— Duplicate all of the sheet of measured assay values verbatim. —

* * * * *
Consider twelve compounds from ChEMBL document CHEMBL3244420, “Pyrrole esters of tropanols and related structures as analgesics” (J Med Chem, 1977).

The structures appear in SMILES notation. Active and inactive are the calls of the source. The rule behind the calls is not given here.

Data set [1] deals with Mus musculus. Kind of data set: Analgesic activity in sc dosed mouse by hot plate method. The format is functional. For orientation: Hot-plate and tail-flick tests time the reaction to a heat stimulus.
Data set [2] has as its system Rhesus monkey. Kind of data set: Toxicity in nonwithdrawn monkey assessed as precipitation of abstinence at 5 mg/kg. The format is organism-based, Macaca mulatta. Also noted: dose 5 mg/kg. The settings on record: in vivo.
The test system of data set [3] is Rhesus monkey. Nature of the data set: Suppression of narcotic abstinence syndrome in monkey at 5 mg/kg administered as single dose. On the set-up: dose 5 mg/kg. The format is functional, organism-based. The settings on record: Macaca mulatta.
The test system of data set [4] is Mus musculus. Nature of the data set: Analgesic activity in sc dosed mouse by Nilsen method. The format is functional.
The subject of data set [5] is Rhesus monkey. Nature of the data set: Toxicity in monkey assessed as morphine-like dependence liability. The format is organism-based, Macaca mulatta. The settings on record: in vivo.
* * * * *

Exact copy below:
Consider twelve compounds from ChEMBL document CHEMBL3244420, “Pyrrole esters of tropanols and related structures as analgesics” (J Med Chem, 1977).

The structures appear in SMILES notation. Active and inactive are the calls of the source. The rule behind the calls is not given here.

Data set [1] deals with Mus musculus. Kind of data set: Analgesic activity in sc dosed mouse by hot plate method. The format is functional. For orientation: Hot-plate and tail-flick tests time the reaction to a heat stimulus.
Data set [2] has as its system Rhesus monkey. Kind of data set: Toxicity in nonwithdrawn monkey assessed as precipitation of abstinence at 5 mg/kg. The format is organism-based, Macaca mulatta. Also noted: dose 5 mg/kg. The settings on record: in vivo.
The test system of data set [3] is Rhesus monkey. Nature of the data set: Suppression of narcotic abstinence syndrome in monkey at 5 mg/kg administered as single dose. On the set-up: dose 5 mg/kg. The format is functional, organism-based. The settings on record: Macaca mulatta.
The test system of data set [4] is Mus musculus. Nature of the data set: Analgesic activity in sc dosed mouse by Nilsen method. The format is functional.
The subject of data set [5] is Rhesus monkey. Nature of the data set: Toxicity in monkey assessed as morphine-like dependence liability. The format is organism-based, Macaca mulatta. The settings on record: in vivo.